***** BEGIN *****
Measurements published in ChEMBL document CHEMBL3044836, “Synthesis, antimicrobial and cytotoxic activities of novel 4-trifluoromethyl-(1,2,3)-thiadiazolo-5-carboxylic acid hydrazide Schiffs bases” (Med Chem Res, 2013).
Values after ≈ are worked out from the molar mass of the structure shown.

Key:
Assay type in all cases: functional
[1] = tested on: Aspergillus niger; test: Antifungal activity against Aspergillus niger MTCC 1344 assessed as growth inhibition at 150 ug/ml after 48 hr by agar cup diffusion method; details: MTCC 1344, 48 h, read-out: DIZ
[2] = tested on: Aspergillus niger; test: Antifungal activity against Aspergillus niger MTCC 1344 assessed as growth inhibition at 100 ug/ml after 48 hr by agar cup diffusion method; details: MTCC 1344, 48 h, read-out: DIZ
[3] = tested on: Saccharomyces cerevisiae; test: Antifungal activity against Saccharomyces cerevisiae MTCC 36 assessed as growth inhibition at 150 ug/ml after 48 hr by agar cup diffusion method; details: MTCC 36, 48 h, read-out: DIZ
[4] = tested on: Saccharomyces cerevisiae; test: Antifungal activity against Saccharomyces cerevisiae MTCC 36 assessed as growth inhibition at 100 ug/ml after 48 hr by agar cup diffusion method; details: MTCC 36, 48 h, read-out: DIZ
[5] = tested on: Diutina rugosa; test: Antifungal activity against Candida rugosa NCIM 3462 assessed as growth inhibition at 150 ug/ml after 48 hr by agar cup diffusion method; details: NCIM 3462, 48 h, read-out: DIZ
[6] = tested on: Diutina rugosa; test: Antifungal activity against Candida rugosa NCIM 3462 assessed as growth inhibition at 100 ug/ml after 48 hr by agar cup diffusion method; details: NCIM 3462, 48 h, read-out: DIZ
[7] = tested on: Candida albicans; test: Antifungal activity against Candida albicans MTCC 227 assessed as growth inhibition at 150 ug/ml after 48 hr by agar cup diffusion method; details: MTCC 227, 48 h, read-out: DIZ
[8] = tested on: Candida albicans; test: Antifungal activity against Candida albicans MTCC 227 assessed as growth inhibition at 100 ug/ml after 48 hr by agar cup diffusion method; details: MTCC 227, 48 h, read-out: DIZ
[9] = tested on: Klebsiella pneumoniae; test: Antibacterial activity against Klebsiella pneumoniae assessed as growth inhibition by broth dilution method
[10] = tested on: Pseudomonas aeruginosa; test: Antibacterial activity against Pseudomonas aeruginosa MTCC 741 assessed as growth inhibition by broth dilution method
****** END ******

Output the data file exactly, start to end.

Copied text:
Measurements published in ChEMBL document CHEMBL3044836, “Synthesis, antimicrobial and cytotoxic activities of novel 4-trifluoromethyl-(1,2,3)-thiadiazolo-5-carboxylic acid hydrazide Schiffs bases” (Med Chem Res, 2013).
Values after ≈ are worked out from the molar mass of the structure shown.

Key:
Assay type in all cases: functional
[1] = tested on: Aspergillus niger; test: Antifungal activity against Aspergillus niger MTCC 1344 assessed as growth inhibition at 150 ug/ml after 48 hr by agar cup diffusion method; details: MTCC 1344, 48 h, read-out: DIZ
[2] = tested on: Aspergillus niger; test: Antifungal activity against Aspergillus niger MTCC 1344 assessed as growth inhibition at 100 ug/ml after 48 hr by agar cup diffusion method; details: MTCC 1344, 48 h, read-out: DIZ
[3] = tested on: Saccharomyces cerevisiae; test: Antifungal activity against Saccharomyces cerevisiae MTCC 36 assessed as growth inhibition at 150 ug/ml after 48 hr by agar cup diffusion method; details: MTCC 36, 48 h, read-out: DIZ
[4] = tested on: Saccharomyces cerevisiae; test: Antifungal activity against Saccharomyces cerevisiae MTCC 36 assessed as growth inhibition at 100 ug/ml after 48 hr by agar cup diffusion method; details: MTCC 36, 48 h, read-out: DIZ
[5] = tested on: Diutina rugosa; test: Antifungal activity against Candida rugosa NCIM 3462 assessed as growth inhibition at 150 ug/ml after 48 hr by agar cup diffusion method; details: NCIM 3462, 48 h, read-out: DIZ
[6] = tested on: Diutina rugosa; test: Antifungal activity against Candida rugosa NCIM 3462 assessed as growth inhibition at 100 ug/ml after 48 hr by agar cup diffusion method; details: NCIM 3462, 48 h, read-out: DIZ
[7] = tested on: Candida albicans; test: Antifungal activity against Candida albicans MTCC 227 assessed as growth inhibition at 150 ug/ml after 48 hr by agar cup diffusion method; details: MTCC 227, 48 h, read-out: DIZ
[8] = tested on: Candida albicans; test: Antifungal activity against Candida albicans MTCC 227 assessed as growth inhibition at 100 ug/ml after 48 hr by agar cup diffusion method; details: MTCC 227, 48 h, read-out: DIZ
[9] = tested on: Klebsiella pneumoniae; test: Antibacterial activity against Klebsiella pneumoniae assessed as growth inhibition by broth dilution method
[10] = tested on: Pseudomonas aeruginosa; test: Antibacterial activity against Pseudomonas aeruginosa MTCC 741 assessed as growth inhibition by broth dilution method